From Occupy Movement to Anti-Extradition: A More Polarised Political Landscape

Five years have passed since the 2014 Occupy movement, and Hong Kong is now experiencing yet another political turmoil over the extradition amendment bill. The two main political camps, pro-establishment and pan-democrats, are again drawn to the extreme opposite of the government and the protesters.

Despite the call for unity from Chief Executive Carrie Lam in her victory speech after being elected in 2017, there has been little sign of reconciliation between lawmakers from different camps, as shown in an analysis on the voting behaviour of lawmakers since 2012.

By analysing over 1,700 votes held in LegCo meetings, network graphs are drawn to visualise the similarity of voting behaviour between lawmakers. Each circle in the graph represents a lawmaker, and its colour represents their political party membership. The lines connecting the circles indicate the similarity between any two members—shorter and darker green lines represent higher similarity.

Lawmakers’ amendment motions submitted for filibustering such as those for the Appropriation Bill 2013 are removed from the analysis. Members with a valid voting rate (i.e. only counting votes casted as “yes” or “no”, excluding abstention) below 50% are left out of the analysis as well.

A more polarised LegCo

The network graph of the fifth term of LegCo (2012-2016) clearly shows a division between two clusters of lawmakers, mainly consisting of pro-establishment members and pan-democrats respectively. The distance and colour of the green lines between the clusters are further and paler respectively, indicating lower degree of agreement between members of each cluster. Meanwhile, the shorter and darker green lines within clusters mean higher degree of agreement between members  of the same cluster.

The graph clearly illustrates the political division in LegCo, as the membership of the clusters is basically the same with that of pro-establishment and pan-democratic camps.

The political division between the two camps appears to be more conspicuous than before as shown by a larger gap between the two clusters. Meanwhile, lawmaker Charles Mok who was previously more neutral in voting has now sided with the pan-democrats. Both of which demonstrate a higher degree of disagreement between political camps, and thus a more polarised LegCo.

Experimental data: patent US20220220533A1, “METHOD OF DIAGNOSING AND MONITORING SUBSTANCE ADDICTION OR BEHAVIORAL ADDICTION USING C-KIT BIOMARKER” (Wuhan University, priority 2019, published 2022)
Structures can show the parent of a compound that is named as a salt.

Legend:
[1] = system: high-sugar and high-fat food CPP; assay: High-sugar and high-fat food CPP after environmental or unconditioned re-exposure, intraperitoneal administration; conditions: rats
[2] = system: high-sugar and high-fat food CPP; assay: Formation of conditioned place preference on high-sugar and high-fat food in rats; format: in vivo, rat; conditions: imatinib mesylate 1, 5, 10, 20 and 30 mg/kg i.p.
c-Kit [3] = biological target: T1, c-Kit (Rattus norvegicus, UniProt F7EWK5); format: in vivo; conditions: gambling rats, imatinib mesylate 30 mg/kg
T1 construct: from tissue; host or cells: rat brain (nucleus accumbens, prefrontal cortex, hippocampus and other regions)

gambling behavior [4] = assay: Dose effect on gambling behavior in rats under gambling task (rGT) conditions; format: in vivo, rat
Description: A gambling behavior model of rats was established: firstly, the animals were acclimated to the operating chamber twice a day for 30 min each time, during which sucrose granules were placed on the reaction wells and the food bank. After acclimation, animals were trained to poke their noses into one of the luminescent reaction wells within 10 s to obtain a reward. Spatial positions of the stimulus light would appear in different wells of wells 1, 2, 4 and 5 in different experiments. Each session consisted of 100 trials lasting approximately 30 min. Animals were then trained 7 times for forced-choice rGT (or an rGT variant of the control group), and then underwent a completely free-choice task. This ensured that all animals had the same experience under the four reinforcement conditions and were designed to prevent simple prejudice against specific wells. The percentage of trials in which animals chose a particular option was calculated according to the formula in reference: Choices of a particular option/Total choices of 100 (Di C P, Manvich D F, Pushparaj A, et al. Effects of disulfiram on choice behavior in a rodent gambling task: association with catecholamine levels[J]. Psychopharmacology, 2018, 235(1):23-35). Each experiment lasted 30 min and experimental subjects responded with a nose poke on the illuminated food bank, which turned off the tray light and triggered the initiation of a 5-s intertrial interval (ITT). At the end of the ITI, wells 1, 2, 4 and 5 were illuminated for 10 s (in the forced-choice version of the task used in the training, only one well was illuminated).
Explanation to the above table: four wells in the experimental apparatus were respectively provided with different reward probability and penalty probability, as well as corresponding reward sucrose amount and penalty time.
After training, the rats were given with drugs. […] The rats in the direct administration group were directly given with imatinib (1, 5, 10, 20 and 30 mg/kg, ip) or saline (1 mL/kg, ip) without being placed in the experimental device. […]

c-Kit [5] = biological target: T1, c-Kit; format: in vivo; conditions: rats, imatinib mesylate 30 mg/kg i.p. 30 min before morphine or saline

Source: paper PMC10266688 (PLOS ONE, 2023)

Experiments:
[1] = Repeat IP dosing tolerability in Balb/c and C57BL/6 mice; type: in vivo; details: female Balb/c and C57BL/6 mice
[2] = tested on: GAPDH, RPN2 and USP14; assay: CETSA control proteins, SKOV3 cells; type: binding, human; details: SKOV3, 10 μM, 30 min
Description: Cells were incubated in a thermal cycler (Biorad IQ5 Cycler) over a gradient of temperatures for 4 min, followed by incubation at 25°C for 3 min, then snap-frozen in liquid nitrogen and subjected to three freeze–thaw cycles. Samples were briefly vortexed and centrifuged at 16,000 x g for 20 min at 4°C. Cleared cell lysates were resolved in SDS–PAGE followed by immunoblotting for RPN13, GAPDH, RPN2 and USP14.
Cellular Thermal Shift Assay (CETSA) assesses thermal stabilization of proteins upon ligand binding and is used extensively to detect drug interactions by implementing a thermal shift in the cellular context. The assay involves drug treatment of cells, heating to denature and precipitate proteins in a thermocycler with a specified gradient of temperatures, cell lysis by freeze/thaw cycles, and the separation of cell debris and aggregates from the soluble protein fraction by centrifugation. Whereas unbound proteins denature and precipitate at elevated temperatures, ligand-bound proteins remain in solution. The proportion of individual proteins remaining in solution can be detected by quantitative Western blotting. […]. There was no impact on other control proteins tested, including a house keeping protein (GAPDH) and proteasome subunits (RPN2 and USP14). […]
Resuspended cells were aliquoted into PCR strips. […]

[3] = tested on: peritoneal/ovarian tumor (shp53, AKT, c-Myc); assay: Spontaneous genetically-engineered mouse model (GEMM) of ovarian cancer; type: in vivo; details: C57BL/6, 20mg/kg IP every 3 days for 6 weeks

A more united pro-establishment camp vs diverging pan-dems

Lawmakers from the same political camp do hold different stance from time to time due to the different ideals and sectors that they and their parties represent, for instance the Liberal Party and the Hong Kong Federation of Trade Unions over the issue of minimum wage. Political camps are not entirely united.

As shown in the graph, members of the pro-establishment camp largely shared similar voting behaviour in the fifth term of LegCo. Still, a number of lawmakers such as those from the Liberal Party and the Business and Professionals Alliance for Hong Kong voted relatively more differently amongst their pro-establishment counterparts.

Lawmakers from the same party also tended to vote more similarly than others within the pro-establishment camp as indicated by the darker green lines linking circles of the same colour.

The non-pro-establishment camp saw similar phenomenon. Lawmakers from major pan-democratic parties such as the Democratic Party, the Labour Party and the Civic Party shared higher similarity of voting behaviour, while the agreement between the more radical lawmakers namely Leung Kwok-hung and Wong Yuk-man and the other pan-democrats were apparently lower.

These observations show that disagreement within political camps was not uncommon in the previous LegCo as party membership to some extent had more influence on lawmakers’ voting decision.

But the situation has seen some shifts in the current term of LegCo.

Pro-establishment lawmakers now share much higher similarity than before, as shown by the now shorter and darker green lines in the network graph of the sixth LegCo. The number of lawmakers who deviate from the camp has reduced, signifying a more united pro-establishment camp.

Things however have changed differently on the other side. Compared to the previous term, the cluster of the pan-democratic camp is more spread out in the graph, hinting a decreasing level of agreement even for members of the same party. The divergence among pan-democrats is even more obvious in face of the rising unity in the pro-establishment camp.

The analysis reveals a more polarised political scene after the first LegCo election after the 2014 Occupy movement. The change is accompanied with a more united pro-establishment camp and a weaker pan-democratic camp. As the former has become the majority in LegCo owing to the oath-taking controversy, the result is seemingly a legislature with less resistance to Carrie Lam’s governance. Whether or not the anti-extradition movement would reset the distribution of influence of the two political camps in LegCo will soon be revealed in the coming legislative year.

The R source code of the analysis is available on this GitHub repo. The raw data are collected from the LegCo Open Data API with the R packages that I developed.

按此閱覽本文之中文版。Chinese version of this article can be accessed here.

Leave a Reply

Your email address will not be published. Required fields are marked *

Begin typing your search term above and press enter to search. Press ESC to cancel.

Back To Top